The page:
The University and the People chronicles the influence of Populisma powerful agrarian movementon public higher education in the late nineteenth century. Revisiting this pivotal era in the history of the American state university, Scott Gelber demonstrates that Populists expressed a surprising degree of enthusiasm for institutions of higher learning. More fundamentally, he argues that the mission of the state university, as we understand it today, evolved from a fractious but productive relationship between public demands and academic authority.
Populists attacked a variety of elitesprofessionals, executives, scholarsand seemed to confirm academia’s fear of anti-intellectual public oversight. The movement’s vision of the state university highlighted deep tensions in American attitudes toward meritocracy and expertise. Yet Populists also promoted state-supported higher education, with the aims of educating the sons (and sometimes daughters) of ordinary citizens, blurring status distinctions, and promoting civic engagement. Accessibility, utilitarianism, and public service were the bywords of Populist journalists, legislators, trustees, and sympathetic professors. These “academic populists” encouraged state universities to reckon with egalitarian perspectives on admissions, financial aid, curricula, and research. And despite their critiques of college “ivory towers,” Populists supported the humanities and social sciences, tolerated a degree of ideological dissent, and lobbied for record-breaking appropriations for state institutions.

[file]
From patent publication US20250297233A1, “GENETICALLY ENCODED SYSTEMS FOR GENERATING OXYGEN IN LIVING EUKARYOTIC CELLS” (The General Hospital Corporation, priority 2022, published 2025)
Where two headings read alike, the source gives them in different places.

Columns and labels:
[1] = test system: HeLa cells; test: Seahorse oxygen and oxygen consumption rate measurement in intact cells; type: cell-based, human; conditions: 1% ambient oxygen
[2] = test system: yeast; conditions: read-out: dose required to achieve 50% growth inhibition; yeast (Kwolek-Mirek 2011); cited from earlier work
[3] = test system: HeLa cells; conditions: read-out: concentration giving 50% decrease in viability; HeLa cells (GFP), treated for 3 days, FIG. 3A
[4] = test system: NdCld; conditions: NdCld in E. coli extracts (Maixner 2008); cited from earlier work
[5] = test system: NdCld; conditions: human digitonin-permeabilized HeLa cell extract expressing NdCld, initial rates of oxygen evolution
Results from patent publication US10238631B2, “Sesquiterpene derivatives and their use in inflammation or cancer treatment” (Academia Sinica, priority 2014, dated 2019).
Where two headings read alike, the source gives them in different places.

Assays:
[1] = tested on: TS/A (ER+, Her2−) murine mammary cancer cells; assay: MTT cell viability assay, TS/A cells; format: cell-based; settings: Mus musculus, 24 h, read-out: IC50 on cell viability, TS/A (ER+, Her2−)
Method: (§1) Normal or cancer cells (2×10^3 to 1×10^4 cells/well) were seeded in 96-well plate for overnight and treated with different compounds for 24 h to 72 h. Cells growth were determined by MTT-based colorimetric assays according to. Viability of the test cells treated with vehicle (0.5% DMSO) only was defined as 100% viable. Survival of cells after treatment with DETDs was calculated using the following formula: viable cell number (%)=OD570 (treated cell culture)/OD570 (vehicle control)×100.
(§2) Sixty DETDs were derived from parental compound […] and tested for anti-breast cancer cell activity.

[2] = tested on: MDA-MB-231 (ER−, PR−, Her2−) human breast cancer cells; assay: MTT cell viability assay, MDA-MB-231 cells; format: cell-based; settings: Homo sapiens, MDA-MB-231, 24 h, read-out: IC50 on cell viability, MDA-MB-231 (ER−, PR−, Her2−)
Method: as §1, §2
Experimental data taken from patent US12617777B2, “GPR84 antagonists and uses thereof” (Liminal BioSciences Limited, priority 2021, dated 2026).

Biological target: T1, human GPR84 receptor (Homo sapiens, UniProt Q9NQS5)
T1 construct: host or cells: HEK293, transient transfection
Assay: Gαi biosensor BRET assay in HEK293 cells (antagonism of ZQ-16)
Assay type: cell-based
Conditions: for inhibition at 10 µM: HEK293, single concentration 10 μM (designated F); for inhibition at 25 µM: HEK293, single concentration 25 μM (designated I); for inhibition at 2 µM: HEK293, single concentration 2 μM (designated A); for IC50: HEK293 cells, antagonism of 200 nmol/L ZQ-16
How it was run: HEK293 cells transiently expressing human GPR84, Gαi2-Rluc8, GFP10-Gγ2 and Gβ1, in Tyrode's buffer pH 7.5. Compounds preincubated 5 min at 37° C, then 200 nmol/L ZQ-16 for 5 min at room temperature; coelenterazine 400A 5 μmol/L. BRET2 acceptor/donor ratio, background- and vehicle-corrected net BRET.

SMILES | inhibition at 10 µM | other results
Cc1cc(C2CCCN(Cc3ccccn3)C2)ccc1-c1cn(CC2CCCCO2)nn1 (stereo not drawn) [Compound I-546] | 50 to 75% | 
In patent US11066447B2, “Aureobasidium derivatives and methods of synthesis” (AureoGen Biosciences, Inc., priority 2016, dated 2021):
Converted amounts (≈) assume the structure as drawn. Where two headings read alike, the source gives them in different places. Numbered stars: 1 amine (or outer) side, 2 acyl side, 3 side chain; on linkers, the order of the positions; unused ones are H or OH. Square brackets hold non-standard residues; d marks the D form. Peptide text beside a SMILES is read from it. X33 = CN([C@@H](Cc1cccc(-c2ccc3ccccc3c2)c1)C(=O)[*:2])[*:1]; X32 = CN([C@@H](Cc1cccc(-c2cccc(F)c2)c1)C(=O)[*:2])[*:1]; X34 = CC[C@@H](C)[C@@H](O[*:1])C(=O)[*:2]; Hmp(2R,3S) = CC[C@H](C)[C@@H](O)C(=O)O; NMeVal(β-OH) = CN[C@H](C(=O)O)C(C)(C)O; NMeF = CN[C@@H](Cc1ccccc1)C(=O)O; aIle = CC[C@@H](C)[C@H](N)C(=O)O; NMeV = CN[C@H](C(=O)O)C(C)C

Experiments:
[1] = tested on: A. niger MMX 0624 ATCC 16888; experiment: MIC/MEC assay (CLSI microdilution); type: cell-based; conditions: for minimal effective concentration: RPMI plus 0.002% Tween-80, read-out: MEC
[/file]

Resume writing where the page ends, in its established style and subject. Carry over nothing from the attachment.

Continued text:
|Publisher:||University of Wisconsin Press|
|Series:||Studies in American Thought and Culture Series|
|Product dimensions:||6.00(w) x 8.80(h) x 0.80(d)|
About the Author
Scott M. Gelber is assistant professor of education and assistant professor of history (by courtesy) at Wheaton College in Norton, Massachusetts.